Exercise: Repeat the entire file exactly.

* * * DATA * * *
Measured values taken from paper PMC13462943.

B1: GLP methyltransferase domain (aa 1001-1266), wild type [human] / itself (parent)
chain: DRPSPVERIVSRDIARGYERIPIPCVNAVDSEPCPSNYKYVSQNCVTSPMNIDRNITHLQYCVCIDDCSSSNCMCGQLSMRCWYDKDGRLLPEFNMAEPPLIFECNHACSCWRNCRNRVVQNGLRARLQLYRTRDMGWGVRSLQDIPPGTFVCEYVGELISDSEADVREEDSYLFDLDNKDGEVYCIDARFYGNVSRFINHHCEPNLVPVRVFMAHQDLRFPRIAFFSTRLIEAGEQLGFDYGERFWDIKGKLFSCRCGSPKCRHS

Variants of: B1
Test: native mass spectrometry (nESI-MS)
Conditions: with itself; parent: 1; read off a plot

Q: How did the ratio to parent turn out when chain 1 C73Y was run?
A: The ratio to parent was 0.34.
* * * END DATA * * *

Measured values taken from paper PMC13462943.

B1: GLP methyltransferase domain (aa 1001-1266), wild type [human] / itself (parent)
chain: DRPSPVERIVSRDIARGYERIPIPCVNAVDSEPCPSNYKYVSQNCVTSPMNIDRNITHLQYCVCIDDCSSSNCMCGQLSMRCWYDKDGRLLPEFNMAEPPLIFECNHACSCWRNCRNRVVQNGLRARLQLYRTRDMGWGVRSLQDIPPGTFVCEYVGELISDSEADVREEDSYLFDLDNKDGEVYCIDARFYGNVSRFINHHCEPNLVPVRVFMAHQDLRFPRIAFFSTRLIEAGEQLGFDYGERFWDIKGKLFSCRCGSPKCRHS

Variants of: B1
Test: native mass spectrometry (nESI-MS)
Conditions: with itself; parent: 1; read off a plot

Q: How did the ratio to parent turn out when chain 1 C73Y was run?
A: The ratio to parent was 0.34.